If you haven’t heard of ‘congestion pricing’ you will

Published 11:24 am Monday, June 18, 2007

By Staff
Once you slide down the slope of charging fees for everything imaginable, it's a short trip to "pay for drive."
When you're mired in traffic gridlock on the freeway, they're counting on your desperate willingness to pony up almost anything to get moving again.
To reduce bumper-to-bumper congestion and in the name of improving air quality with all those engines idling (with higher emissions than moving traffic), some cities are poised to charge motorists fees to even enter urban areas during rush hour.
If this sounds too fantastic to be true, the Christian Science Monitor reported on it June 14.
In fact, "congestion pricing" is not only a named concept, but will be funded this summer by the U.S. Department of Transportation using London as a model.
Nine car-crowded cities, including San Diego, Miami and Dallas, are proposing a charge to use roads during stop-and-go rush hour.
In fact, San Diego has been charging commuters a congestion toll since 1997 to use special lanes of the I-15, the main inland north-south expressway.
Who knew?
The toll itself changes, depending on traffic, from 50 cents to as much as $8 when there is an emergency or a vehicle breaks down.
Users save an average of 10 to 15 minutes, "but surveys show they think they save 30 minutes," The Monitor's Ron Scherer reports.
San Diego has something called SANDAG (San Diego Association of Governments), which says the toll is "dynamic" and capable of reacting to conditions every six minutes, so it's investing $1.7 billion to expand its toll road from two to four lanes and 24 miles long instead of eight.
New York proposes $8 for cars and $21 for trucks to enter much of Manhattan.
It would be good to be Spiderman if you wanted to make such a trip routinely.
Proponents see it as a way to beef up ridership on mass-transit systems or at the very least to encourage van and car pooling.
Foes call it a regressive tax that hurts working people and worry that small companies counting on commuters will lose business.
San Francisco considered adding an entry fee two years ago, but encountered political opposition. Instead, the city by the bay is looking at a 20-percent tax on top of parking fees as steep as its hills.
Quips, quotes and qulunkers: "Hey, have you seen Fred Thompson's wife (Jeri, who is not running for president and is an attorney, not a stripper)? You think she works the pole?"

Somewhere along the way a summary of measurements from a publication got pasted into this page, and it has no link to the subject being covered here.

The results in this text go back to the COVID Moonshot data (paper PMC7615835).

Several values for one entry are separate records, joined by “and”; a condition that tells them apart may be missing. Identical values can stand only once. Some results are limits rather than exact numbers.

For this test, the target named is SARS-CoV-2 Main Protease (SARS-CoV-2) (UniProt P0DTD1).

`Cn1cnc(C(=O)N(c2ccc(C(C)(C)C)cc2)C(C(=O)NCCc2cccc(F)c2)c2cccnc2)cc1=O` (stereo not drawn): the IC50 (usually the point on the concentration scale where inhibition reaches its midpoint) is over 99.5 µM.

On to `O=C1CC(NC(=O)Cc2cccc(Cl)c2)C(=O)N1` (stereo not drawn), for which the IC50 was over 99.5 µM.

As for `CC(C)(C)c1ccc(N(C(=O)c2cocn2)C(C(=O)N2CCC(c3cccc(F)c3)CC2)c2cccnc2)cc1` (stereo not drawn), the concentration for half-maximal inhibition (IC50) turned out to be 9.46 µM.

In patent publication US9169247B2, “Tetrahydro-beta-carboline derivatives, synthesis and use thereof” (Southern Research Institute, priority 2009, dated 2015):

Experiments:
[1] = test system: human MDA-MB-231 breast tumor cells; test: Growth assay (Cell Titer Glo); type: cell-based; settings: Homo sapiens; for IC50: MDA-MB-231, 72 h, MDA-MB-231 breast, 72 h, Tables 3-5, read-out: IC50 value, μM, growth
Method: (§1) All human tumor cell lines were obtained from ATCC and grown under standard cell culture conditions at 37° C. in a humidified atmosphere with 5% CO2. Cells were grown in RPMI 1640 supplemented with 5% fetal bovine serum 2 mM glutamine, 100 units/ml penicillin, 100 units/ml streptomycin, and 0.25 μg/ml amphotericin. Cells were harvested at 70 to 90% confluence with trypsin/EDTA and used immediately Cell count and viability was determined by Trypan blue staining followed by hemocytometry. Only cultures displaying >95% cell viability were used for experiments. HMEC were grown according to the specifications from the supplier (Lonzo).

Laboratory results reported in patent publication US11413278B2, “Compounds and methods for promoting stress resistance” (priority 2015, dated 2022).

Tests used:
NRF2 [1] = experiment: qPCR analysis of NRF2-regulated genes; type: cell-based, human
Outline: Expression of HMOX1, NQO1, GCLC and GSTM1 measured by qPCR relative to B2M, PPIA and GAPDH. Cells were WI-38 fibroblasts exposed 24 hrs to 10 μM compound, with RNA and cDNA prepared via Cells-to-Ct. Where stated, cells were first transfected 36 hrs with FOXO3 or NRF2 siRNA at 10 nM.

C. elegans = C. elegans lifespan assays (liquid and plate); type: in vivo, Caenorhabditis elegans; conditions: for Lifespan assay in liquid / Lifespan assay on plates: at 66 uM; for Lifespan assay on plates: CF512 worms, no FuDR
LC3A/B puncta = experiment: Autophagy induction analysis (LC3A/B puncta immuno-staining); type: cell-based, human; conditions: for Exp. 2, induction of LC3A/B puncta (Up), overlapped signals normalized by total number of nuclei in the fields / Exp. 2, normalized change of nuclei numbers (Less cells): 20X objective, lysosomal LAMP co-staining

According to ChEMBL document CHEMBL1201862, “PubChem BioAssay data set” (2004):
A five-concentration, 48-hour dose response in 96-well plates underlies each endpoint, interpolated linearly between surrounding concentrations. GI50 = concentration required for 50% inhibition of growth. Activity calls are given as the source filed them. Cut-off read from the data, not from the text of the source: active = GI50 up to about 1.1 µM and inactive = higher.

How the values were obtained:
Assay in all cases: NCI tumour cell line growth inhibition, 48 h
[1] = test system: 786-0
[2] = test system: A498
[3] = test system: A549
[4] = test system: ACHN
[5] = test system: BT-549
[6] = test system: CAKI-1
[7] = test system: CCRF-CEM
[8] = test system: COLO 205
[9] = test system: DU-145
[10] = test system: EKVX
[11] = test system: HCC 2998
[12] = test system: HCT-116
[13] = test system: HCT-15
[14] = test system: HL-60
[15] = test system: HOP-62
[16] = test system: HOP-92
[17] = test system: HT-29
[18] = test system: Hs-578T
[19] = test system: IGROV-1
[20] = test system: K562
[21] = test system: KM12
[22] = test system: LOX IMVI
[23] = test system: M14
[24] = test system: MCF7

– tacky MSNBC "Scarborough Country" host Joe Scarborough, a former Republican Florida congressman
"Left-liberals in the blogosphere are merely aping the odious, disdainful – and politically successful – tone that right-wing radio talk-show hosts like Rush Limbaugh pioneered. They are also justifiably furious at a Bush White House that has specialized in big lies and smear tactics. And that is precisely the danger here. Fury begets fury. Poison from the right-wing talk shows seeped into the Republican mainstream and sent that party off the deep end … The same could happen to the Democrats. (Candidates such as Sens. Hillary Clinton and Barack Obama) know we must be more careful getting out of Iraq than we were getting in. But they allowed themselves to be bullied into a more simplistic, more extreme position. Why? Partly because they fear the power of the bloggers to set the debate and raise money against them … kowtowing to extremists is exactly the opposite of what this country is looking for after the lethal radicalism of the Bush administration."
– Joe Klein in Time
"We find ourselves in a situation oddly similar to one (Abraham) Lincoln faced in 1838. Lincoln delivered his address 62 years after the Declaration of Independence. We are now the same time span from the end of World War II. Our victory in that war – followed by our willingness to quickly assume another set of burdens in the defense of freedom against another great tyranny – marked the beginning of the U.S.'s role as leader of the free world. Through all the ups and downs of the cold war and through the 1990s and this decade, memories of World War II sustained the U.S. The generation of World War II is mostly gone. The generation that directly heard tell of World War II from its parents is moving on. We have exhausted, so to speak, the moral capital of that war. Now we face challenges almost as daunting as those confronting the nation when Lincoln spoke … Nations don't always rise to the occasion. And the next generation can pay a great price when the preceding one shirks its responsibilities."
– William Kristol in Time